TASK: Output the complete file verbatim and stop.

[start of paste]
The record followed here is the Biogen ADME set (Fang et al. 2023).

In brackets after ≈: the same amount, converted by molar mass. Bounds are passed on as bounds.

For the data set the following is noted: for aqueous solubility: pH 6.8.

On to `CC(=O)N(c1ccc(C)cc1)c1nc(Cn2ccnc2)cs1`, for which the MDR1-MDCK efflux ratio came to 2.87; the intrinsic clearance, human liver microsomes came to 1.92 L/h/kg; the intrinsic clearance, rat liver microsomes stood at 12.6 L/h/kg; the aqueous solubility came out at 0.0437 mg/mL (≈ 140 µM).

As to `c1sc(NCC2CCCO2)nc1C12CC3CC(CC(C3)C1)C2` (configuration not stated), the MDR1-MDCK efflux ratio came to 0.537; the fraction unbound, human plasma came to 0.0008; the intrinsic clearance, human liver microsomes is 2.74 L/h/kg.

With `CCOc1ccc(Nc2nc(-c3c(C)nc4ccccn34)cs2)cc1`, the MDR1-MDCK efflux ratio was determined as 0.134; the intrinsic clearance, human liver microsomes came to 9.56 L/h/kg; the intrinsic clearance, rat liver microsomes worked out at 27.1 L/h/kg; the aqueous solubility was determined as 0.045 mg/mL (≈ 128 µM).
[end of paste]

The record followed here is the Biogen ADME set (Fang et al. 2023).

In brackets after ≈: the same amount, converted by molar mass. Bounds are passed on as bounds.

For the data set the following is noted: for aqueous solubility: pH 6.8.

On to `CC(=O)N(c1ccc(C)cc1)c1nc(Cn2ccnc2)cs1`, for which the MDR1-MDCK efflux ratio came to 2.87; the intrinsic clearance, human liver microsomes came to 1.92 L/h/kg; the intrinsic clearance, rat liver microsomes stood at 12.6 L/h/kg; the aqueous solubility came out at 0.0437 mg/mL (≈ 140 µM).

As to `c1sc(NCC2CCCO2)nc1C12CC3CC(CC(C3)C1)C2` (configuration not stated), the MDR1-MDCK efflux ratio came to 0.537; the fraction unbound, human plasma came to 0.0008; the intrinsic clearance, human liver microsomes is 2.74 L/h/kg.

With `CCOc1ccc(Nc2nc(-c3c(C)nc4ccccn34)cs2)cc1`, the MDR1-MDCK efflux ratio was determined as 0.134; the intrinsic clearance, human liver microsomes came to 9.56 L/h/kg; the intrinsic clearance, rat liver microsomes worked out at 27.1 L/h/kg; the aqueous solubility was determined as 0.045 mg/mL (≈ 128 µM).